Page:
Since 1979, the Gothenburg Film Festival has been one of Sweden’s biggest film events, and arguably the most important annual meeting place in the Nordic film industry. Every year, the festival takes place over 10 days, screens hundreds of films and welcomes over 100,000 visitors. But as the coronavirus pandemic continues to disrupt the movie industry, not to mention international travel, the biggest movie-TV event in Scandinavia has announced a major change for 2021.
This year, the festival plans to stage one of the most dramatic experiments in recent memory and is taking social distancing to a whole new level by inviting one cinema fan to spend seven days on an isolated island, where they will watch the festival’s 60 premieres over the span of a week.
The festival’s website describes the opportunity as a way to discover what “film means to us when we are isolated from everything else.” To promote the event, Göteborg even released a clever trailer for what it calls ‘The Isolated Cinema’ experience on the North Sea rock.
The global interest for spending 7 days alone with films on a remote island is HUGE! In less than 48h, we received 2500 applications from all over the world! https://t.co/EIA2SKfhIv@latelateshow @JimmyKimmelLive @colbertlateshow @FallonTonight @ConanOBrien @LastWeekTonight— Göteborg Film Festival (@gbgfilmfestival) January 6, 2021
The chosen fan will be transported by boat to the Swedish island of Pater Noster — which Göteborg Film Festival artistic director Jonas Holmberg calls “one of the most beautiful and dramatic places I know.” Once there, they’ll be set up in the former lighthouse keeper’s house and spend a week from January 30 to February 6 spending their time watching movies. The participant will also be expected to film a video diary to talk about their stay, which people can follow.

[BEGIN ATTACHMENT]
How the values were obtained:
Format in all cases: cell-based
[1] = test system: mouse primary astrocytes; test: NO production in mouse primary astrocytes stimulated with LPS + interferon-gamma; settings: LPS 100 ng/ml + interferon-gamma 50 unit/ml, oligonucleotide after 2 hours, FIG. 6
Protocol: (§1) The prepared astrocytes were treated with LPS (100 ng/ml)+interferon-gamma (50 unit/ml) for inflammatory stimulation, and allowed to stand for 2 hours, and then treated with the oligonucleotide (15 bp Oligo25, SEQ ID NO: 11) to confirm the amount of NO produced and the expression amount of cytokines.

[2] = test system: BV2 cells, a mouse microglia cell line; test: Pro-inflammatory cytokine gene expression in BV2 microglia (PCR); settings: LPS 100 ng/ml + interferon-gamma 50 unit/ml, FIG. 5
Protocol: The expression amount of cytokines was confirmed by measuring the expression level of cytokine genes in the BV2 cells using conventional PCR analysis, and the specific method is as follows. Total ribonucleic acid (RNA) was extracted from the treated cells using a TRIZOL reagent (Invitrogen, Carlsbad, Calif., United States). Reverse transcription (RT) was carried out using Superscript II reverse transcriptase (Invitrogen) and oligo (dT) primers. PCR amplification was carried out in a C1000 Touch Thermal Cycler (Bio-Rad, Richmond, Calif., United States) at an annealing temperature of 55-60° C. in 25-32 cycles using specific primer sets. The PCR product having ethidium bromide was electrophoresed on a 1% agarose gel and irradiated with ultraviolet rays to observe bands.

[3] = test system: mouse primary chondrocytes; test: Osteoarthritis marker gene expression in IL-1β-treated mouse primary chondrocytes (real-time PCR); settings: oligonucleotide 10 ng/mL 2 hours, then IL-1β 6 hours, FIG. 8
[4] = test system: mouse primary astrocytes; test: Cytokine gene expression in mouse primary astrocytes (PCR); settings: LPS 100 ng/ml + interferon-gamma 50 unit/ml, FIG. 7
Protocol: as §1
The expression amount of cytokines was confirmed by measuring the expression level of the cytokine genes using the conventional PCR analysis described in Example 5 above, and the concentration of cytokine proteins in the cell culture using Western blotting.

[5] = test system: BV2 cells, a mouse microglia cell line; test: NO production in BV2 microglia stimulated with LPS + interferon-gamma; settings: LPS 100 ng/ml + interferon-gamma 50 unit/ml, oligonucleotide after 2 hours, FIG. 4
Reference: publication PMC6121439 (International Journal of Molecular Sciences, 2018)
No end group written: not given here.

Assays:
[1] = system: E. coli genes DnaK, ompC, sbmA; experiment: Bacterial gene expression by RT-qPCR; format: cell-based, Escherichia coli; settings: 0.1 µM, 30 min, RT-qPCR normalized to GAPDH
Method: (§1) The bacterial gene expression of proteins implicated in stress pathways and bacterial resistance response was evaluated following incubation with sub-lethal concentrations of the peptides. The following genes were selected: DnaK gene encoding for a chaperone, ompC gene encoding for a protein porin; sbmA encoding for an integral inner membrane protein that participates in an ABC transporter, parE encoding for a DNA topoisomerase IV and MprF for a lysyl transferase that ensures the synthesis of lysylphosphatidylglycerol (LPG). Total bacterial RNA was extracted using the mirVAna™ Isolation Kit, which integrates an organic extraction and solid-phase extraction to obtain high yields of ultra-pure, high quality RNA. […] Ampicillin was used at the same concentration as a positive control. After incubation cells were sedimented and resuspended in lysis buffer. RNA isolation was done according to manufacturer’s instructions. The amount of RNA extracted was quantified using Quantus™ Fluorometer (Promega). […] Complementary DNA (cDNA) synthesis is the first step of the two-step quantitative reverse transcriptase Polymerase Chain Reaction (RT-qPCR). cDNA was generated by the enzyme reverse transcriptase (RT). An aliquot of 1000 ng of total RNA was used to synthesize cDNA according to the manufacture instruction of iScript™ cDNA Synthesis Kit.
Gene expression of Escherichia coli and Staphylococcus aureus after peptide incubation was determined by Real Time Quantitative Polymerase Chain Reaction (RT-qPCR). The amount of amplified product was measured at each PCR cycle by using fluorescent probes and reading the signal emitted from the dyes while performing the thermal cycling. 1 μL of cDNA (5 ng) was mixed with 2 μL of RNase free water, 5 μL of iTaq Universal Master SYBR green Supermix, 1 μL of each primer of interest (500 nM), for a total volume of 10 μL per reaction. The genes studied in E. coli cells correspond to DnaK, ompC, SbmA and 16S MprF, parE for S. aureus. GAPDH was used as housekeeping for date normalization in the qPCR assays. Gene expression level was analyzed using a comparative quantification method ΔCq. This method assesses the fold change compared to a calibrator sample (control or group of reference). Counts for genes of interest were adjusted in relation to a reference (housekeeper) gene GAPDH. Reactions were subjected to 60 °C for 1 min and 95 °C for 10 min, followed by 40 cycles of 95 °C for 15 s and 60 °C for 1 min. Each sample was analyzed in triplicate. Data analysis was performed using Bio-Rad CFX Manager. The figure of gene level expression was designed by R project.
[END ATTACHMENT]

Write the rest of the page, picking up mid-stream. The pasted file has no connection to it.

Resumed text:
“The Isolated Cinema on the island of Pater Noster is inaccessibly located at the very edge of the archipelago in one of Sweden’s most barren, windswept locations,” the website reads. “One solitary film enthusiast will experience total isolation from the outside world. No phone, no family, no friends. Just you, the sea and the festival’s film programme with 60 film premieres. For seven days.”
The Isolated Cinema marks the latest in a series of experiments— the Göteborg Film Festival once organized a showcase of religion-themed films in a church, mosque and synagogue, and even invited male fest goers to watch a film from a gynecologist’s chair. While this option is the most extreme, the festival is also offering isolated film screenings at the Scandinavium arena and the Draken Cinema. Though multiple films will be shown at each location, only one person will be able to attend each screening.
“The 2021 festival focus, Social Distances, examines the new world that has emerged in the wake of the pandemic, and the role of film in this new world,” Jonas Holmberg, the festival’s artistic director, said in a statement. “The creation of isolated film experiences for single-person audiences at iconic sites is a way of ensuring entirely safe festival screenings, but it is also an attempt to process how the pandemic has changed people’s relationships with film.”
“On Pater Noster it’s all about the total isolation experienced by so many people the world over this past year,” Holmberg added. “The sensation of being utterly alone … ties in with the altered relationship people now have to all those places that normally buzz with activity but are now deserted.”
According to the website, the festival will choose the person for “Isolated Cinema” by Jan. 19. People interested can apply on the website through January 17. Entries from all over the world are accepted.
The Göteborg Festival runs from Jan. 29 through Feb 8. Its program is to announced on Jan. 12.